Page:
Cryptocurrency (Crypto) or Bitcoin is a digital, virtual currency that is generally without physical coins or bills. It can be converted to cash, but currently must be sold (or bought) via a cryptocurrency exchange. Cryptocurrency falls into two main categories: coins or tokens. Some notable coin-based cryptocurrencies include Bitcoin, Ethereum and Dogecoin. Bitcoin and Ether from Ethereum are also considered tokens. In this world, transactions are public and every payment is verified via the digital ledger known as the blockchain.
Cryptocurrencies have value because they can be used as a unit of exchange. The value is based upon scarcity (a finite supply) and utility (ability to use in commerce). Some experts believe cryptocurrency could become a more efficient commodity than gold. It has a decentralized structure, meaning no government, bank or single person has control. Accordingly, it is less likely to be toppled by corruption at the top as it is open-source and available to anyone.
Cryptocurrency does not have intrinsic value, which lends itself to the volatile nature we have recently seen covered in the media. Its strength lies in its network of users, making it more acceptable and more easily utilized. Some believe within the next five years, crypto is likely to replace 5% of gold in the market.
But can you use it to buy a house? Largely, the answer is still no, and it will likely be quite some time before we see this trend catch on across the industry. Unfortunately, everything that makes cryptocurrency exciting to its proponents are the things that work against it in the traditional marketplace.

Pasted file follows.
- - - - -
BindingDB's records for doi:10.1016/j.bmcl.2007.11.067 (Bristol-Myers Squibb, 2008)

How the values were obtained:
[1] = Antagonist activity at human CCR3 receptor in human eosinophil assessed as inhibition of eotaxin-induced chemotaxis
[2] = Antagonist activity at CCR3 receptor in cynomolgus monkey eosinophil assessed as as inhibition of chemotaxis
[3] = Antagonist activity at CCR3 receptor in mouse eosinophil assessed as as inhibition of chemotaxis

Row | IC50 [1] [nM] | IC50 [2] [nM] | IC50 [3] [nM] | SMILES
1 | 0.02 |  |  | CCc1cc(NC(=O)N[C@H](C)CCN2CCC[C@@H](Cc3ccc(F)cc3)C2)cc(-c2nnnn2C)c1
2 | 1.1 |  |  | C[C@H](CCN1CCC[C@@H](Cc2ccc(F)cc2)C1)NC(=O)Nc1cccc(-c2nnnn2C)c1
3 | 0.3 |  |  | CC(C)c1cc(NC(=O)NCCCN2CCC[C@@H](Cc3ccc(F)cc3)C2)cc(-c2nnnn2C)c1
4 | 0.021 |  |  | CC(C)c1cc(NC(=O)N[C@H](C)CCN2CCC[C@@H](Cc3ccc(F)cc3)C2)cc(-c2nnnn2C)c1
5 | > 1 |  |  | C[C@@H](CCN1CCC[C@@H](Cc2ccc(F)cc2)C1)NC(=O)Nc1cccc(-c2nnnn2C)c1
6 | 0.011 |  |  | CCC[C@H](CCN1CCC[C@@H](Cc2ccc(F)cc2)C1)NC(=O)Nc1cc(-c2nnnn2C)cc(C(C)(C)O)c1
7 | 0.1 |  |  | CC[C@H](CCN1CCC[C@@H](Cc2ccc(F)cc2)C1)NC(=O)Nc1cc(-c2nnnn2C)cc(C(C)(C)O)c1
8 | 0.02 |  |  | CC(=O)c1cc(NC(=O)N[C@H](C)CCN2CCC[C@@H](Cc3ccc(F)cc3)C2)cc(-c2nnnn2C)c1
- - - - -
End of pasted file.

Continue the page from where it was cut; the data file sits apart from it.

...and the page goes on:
For now, it does not work in the traditional real estate market, with conventional styles of financing as it is simply too volatile: Lending institutions, whose money is based on the U.S. dollar, would not know how to value it when determining a buyer’s creditworthiness. Title companies are also not set up to accept this type of currency—any crypto used in a real estate transaction would need to be “cashed” and turned into regular U.S. funds first.
Proponents of using crypto in real estate assert that it provides additional privacy when purchasing property, creates a streamlined, cost-effective real estate transaction in bypassing the need for face-to-face interactions, and is a secure and trustworthy method given is open-source nature. In fact, Vermont and Arizona have already passed smart contract legislation, adding to the protections provided for buyers and sellers using crypto in real estate.
On the flip side, experts also caution there are “many dangers of getting involved with cryptocurrencies,” including risk of loss due to hackers and/or hyper volatility, risk of new regulations, no downside protection or hard collateral.
All that said, if the increasing number of tech companies focused on bringing blockchain tech to real estate is any sign, it would seem that it’s only a matter of time before crypto makes its way into real estate in a more mainstream way. You can already find a micro-market of properties for sale on Realtor.com that will accept bitcoin as payment.
What the future will hold for cryptocurrency and if, how, or when the real estate industry will adopt this new technology is still open to debate, but ultimately, time will tell!